This is a problem a lot of people tell me that they have, and so I made a post on facebook asking if people would like some advice on the matter. It turns out, people did.
Now, your situation might be different to mine. I need to eat a certain amount and in certain ratios if I want to maintain decent results and performance at training. If I get complacent, it’s likely that I won’t eat enough in total, and I’m likely to not be at the ratio of carbohydrates to protein to dietary fats that I want to be at. Or maybe I’ll just think that I haven’t eaten enough earlier, try to make up for that later, and end up going into excess total energy and still messing up the ratios. Or maybe not. Who knows where I actually end up for the day? That’s the problem.
I have some highly motivated clients who dial this stuff in tight with great organisation skills. If I want to keep up with them and match the progress that they make myself, I need to have my shit together on this and not be complacent. Even for people who aren’t in training though, who just have a busy every-day life, I hear similar stories all the time. “I am always thinking about food, it’s a problem”.
Is it though?
Well, again that depends on your situation. If you’re worried about food all day, that’s a problem. And why wouldn’t you be worried? With all the scary fear mongering about “toxic” this and that, all that pressure to be in shape as if not being in super athletic speedo / bikini shape year round is the worst possible failing of human character, or something. All the talk about “guilt free” indulgent treats is no help either, implying that you should feel guilty about anything else you enjoy. No doubt you get a few judgemental or condescending comments from others about whatever you’re chomping on as well. That’s become a bit of a sport with myself and some of my colleagues recently… post a photo of a meal or snack on facebook and see how long before some fkn idiot can’t resist making a “you shouldn’t be eating that, it’s full of [insert scary ingredient du jour] and not healthy” type of comment. Shut the fuck up.
These are issues that I’ve talked about a lot elsewhere and will no doubt continue to address later on. Within the context of this entry, suffice it to say that you should forget, ignore, and aggressively dismiss all of that sort of nonsense. I mean aggressively, too! Maybe it’s not in your nature or it would create a different set of problems to be openly hostile with people you need to be around every day, but at least in your own mind, you should be outraged by the very idea that eating of all things is anything to feel guilty about, or that other people have any right to voice an opinion on what you eat. How dare they?
Contrary to common misconception, you do actually need to eat food to survive.
In no small quantity, either. Especially for those who are training with a sports performance or body condition goal, you need to meet certain nutritional requirements for that to be possible. For everyone else, you still need to be fueled adequately to get through the day, to be able to focus on whatever you are doing and be at your best.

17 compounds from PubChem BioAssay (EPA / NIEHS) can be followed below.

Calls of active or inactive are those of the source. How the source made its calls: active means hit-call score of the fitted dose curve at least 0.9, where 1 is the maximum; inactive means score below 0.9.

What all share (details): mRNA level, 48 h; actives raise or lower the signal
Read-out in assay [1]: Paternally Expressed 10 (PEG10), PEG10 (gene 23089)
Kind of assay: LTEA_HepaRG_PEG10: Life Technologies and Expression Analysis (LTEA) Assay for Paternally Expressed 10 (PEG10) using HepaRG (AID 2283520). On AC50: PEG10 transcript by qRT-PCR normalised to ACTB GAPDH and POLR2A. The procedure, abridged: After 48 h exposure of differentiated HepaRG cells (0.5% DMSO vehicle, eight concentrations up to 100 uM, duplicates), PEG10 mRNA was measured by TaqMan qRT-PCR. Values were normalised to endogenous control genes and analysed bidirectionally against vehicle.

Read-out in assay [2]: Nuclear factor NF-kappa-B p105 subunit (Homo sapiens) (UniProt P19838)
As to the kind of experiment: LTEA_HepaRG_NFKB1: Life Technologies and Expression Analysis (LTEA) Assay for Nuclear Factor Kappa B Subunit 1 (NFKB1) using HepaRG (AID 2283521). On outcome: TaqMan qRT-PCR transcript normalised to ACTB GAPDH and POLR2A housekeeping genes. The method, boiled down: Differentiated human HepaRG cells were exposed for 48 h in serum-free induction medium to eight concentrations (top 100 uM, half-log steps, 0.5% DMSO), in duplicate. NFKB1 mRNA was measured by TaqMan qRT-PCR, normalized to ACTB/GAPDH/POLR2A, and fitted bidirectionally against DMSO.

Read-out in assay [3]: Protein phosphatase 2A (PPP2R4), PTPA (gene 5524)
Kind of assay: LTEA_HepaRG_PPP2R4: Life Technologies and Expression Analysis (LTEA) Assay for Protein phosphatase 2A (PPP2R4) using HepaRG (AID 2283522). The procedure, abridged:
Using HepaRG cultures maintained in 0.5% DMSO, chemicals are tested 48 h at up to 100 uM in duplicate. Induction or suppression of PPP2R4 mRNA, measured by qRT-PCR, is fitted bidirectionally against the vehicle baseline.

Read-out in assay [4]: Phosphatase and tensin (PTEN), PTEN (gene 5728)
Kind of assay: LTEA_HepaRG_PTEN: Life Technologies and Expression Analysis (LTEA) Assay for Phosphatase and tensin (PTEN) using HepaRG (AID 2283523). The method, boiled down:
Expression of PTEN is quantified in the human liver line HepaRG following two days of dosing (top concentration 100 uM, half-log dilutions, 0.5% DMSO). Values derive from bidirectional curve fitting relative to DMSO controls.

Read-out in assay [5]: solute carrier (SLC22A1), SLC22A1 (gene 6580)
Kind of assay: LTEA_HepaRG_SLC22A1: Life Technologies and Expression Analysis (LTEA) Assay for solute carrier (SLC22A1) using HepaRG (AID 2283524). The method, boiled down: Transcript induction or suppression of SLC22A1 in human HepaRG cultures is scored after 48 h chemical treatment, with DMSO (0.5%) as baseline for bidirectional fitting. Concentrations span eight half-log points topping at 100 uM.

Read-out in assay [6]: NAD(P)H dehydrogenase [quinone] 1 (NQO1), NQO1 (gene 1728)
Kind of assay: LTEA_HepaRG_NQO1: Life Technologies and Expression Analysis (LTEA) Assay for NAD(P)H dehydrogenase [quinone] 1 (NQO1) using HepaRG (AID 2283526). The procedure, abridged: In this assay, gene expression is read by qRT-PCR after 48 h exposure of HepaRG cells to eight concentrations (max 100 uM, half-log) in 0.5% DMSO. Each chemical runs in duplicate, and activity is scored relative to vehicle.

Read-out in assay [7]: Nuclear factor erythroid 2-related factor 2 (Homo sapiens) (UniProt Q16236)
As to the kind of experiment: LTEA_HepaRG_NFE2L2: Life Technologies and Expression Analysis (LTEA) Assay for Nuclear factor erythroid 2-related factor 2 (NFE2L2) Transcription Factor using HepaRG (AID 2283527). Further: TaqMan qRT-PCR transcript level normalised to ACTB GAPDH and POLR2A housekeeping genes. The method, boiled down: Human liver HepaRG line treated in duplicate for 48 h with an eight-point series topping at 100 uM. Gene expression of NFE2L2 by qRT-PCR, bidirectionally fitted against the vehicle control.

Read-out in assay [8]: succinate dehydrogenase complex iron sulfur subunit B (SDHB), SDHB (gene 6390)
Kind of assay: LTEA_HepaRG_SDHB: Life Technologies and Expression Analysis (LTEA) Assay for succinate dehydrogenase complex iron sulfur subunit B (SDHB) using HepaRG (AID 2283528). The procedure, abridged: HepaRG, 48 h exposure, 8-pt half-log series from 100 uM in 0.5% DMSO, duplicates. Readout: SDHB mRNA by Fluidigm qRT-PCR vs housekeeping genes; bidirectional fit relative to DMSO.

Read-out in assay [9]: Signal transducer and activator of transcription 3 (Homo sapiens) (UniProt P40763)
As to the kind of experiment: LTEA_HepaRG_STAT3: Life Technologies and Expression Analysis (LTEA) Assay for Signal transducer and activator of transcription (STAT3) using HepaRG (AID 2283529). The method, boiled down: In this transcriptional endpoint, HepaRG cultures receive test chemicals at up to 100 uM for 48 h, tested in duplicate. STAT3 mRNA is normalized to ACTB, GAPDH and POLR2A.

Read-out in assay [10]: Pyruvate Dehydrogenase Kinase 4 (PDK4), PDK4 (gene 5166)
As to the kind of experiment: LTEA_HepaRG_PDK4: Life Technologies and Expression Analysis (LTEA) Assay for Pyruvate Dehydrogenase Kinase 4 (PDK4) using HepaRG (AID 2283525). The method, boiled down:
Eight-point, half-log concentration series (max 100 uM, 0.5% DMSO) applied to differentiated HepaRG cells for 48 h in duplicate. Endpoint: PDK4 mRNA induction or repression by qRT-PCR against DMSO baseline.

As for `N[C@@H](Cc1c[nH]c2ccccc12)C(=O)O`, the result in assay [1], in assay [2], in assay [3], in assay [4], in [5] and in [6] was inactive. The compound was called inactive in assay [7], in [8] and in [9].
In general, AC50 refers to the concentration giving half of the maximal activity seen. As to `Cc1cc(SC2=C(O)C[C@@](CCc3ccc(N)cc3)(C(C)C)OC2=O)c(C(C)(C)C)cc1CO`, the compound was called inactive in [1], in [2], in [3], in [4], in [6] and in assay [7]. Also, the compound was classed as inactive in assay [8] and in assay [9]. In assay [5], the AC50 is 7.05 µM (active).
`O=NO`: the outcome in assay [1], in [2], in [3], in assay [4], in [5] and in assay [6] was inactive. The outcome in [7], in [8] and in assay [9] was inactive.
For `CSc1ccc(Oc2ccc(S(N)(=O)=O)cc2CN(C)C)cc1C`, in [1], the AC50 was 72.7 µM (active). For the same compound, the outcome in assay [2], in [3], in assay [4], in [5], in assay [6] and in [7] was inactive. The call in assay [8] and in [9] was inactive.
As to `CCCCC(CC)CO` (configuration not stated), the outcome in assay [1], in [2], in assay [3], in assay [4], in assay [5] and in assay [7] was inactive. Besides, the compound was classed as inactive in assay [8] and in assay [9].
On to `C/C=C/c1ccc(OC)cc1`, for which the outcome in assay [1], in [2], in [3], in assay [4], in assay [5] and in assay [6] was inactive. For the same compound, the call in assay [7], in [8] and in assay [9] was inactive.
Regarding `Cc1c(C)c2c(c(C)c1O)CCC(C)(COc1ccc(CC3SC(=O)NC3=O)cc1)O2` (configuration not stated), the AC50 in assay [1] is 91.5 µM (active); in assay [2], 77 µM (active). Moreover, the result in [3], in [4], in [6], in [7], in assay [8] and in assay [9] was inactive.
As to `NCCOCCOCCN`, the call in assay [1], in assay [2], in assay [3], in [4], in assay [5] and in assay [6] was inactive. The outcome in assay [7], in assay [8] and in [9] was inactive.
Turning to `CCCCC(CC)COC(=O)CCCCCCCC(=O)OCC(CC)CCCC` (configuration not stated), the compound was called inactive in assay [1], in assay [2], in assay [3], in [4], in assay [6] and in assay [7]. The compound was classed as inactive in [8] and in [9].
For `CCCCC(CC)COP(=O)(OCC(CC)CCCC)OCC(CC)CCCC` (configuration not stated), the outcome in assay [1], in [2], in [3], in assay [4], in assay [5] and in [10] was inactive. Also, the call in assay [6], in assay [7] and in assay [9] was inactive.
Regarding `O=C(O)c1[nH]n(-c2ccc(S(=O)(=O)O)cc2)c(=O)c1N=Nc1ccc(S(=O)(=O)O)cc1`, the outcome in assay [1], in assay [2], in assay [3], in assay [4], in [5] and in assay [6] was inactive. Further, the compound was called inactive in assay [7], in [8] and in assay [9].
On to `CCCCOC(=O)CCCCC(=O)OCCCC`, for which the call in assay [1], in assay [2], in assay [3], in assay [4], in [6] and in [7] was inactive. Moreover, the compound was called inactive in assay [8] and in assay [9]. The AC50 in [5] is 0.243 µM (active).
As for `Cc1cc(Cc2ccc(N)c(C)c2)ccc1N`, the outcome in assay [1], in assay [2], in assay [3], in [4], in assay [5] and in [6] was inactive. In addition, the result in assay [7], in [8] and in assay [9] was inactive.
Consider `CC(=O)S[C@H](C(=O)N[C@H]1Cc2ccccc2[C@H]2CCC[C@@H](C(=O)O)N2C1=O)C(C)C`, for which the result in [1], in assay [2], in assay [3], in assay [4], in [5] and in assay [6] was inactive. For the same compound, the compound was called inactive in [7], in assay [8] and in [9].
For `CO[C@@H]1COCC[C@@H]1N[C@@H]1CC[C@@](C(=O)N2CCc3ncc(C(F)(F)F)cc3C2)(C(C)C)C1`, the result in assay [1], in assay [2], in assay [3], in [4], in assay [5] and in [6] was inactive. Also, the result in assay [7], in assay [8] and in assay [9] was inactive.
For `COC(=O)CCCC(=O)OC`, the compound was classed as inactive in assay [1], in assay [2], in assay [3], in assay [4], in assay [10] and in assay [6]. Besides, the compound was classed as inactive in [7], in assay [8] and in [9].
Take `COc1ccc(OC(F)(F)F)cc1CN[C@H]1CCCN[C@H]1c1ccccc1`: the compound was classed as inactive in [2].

Now speaking for myself, I know what my requirements are and I have a plan to meet them each day. I usually have a pretty good idea of what I’m going to eat already, and since I know I’m meeting my requirements I’m not too worried about the choices being healthy or unhealthy either. If they were too unhealthy, I wouldn’t be able to fit them into a plan that meets my requirements, right? Therefore you can take “is this enough, or too much” and “is this a healthy choice or an unhealthy choice” out of the equation, for me.
Still, there’s still a bit to be occupied with even in this situation. What time am I going to train, and when should I eat to make sure that I do have some fuel in the tank, but aren’t training on a full stomach? Do I have PT sessions booked for the evening, and what time will I get home? Does that mean I won’t want a large meal at that time, and I should have my main evening meal earlier and just a smaller one after?
I’m not on a very tight schedule and I can adjust on the fly without much difficulty. Still, I do think about when and what my next meal is going to be, and the one after that, and my bowl of fruit, and so on. Those of you who have to allow time for breakfast before leaving for work, have allocated break times, have to think about whether to pack a lunch or buy lunch, and so on… you have all the more reason for food and eating to be in the back of your mind.
Not to mention, your body gives your brain those signals because it has done digesting the last lot and you need to keep supplying it with more energy and nutrients, because it needs them.
It shouldn’t be on your mind quite that much though, should it?
Think about it this way. Do you think about what time you should go to bed to get a full night’s sleep and be up on time in the morning? Of course you do.
Do you ask yourself “do I need to go to the toilet first?” before leaving the house to travel somewhere for some reason? Or leaving somewhere else to travel home? Of course you do.
Would you consider either of those things to be problems? I guess if you are well hydrated then frequent urination could become annoying. Or in some cases could be a sign that you’re due a medical check up. Would you feel that it’s a problem in that it’s not something that should happen, that a person with more willpower (or whatever) wouldn’t be so per-occupied with? Probably not, would be my bet.
It’s exactly the same thing. As a living being you require food, you require sleep, and you need to go to the toilet as well. As modern humans with places to be and a schedule to keep, this requires some planning.
Also food is awesome. Why wouldn’t you look forward to more of it?